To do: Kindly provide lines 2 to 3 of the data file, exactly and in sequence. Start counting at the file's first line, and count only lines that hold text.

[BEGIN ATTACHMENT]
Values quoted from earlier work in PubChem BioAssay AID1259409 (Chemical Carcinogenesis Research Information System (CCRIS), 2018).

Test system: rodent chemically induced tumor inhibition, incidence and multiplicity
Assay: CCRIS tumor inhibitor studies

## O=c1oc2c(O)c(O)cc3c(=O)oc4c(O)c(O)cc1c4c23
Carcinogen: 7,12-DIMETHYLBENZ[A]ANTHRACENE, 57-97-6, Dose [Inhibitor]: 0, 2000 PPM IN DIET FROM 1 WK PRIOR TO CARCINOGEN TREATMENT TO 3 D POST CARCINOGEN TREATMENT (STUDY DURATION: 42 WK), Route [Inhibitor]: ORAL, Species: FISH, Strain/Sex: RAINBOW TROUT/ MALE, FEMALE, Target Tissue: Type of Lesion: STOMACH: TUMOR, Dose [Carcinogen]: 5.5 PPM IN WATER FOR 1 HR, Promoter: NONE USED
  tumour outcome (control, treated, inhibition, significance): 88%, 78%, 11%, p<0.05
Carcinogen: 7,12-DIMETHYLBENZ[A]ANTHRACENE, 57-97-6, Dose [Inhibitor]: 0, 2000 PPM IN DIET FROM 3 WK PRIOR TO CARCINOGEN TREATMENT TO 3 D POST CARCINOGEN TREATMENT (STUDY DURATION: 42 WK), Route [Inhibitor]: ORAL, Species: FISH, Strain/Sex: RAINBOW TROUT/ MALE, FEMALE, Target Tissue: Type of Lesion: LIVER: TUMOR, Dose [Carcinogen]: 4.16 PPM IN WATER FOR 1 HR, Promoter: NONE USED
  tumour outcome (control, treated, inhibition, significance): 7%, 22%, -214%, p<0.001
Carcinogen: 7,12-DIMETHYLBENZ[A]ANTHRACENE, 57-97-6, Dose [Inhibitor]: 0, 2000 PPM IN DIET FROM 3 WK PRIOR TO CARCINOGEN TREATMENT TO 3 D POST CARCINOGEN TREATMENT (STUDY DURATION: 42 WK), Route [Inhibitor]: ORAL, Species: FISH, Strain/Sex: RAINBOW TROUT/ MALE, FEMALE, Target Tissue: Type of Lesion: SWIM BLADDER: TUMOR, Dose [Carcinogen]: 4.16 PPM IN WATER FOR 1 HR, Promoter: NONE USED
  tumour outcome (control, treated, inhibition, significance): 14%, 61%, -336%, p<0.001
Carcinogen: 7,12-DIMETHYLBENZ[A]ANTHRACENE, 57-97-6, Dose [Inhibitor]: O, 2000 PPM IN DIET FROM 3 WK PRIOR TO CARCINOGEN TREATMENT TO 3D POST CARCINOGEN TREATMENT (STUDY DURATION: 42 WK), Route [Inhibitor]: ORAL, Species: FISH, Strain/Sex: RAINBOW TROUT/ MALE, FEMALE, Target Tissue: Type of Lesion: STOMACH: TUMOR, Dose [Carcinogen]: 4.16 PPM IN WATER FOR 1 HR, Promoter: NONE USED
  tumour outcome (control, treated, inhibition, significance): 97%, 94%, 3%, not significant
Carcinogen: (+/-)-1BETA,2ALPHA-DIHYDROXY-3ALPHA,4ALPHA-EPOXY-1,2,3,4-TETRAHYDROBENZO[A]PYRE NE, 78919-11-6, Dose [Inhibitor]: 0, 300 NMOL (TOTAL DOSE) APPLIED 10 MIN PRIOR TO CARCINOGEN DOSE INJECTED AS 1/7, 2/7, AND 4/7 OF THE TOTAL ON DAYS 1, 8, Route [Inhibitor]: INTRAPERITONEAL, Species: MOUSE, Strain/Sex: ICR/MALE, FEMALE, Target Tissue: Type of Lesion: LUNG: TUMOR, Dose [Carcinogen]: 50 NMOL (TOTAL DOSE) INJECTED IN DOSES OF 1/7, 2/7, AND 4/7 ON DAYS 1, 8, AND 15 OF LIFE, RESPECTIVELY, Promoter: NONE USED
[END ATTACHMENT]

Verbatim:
Test system: rodent chemically induced tumor inhibition, incidence and multiplicity
Assay: CCRIS tumor inhibitor studies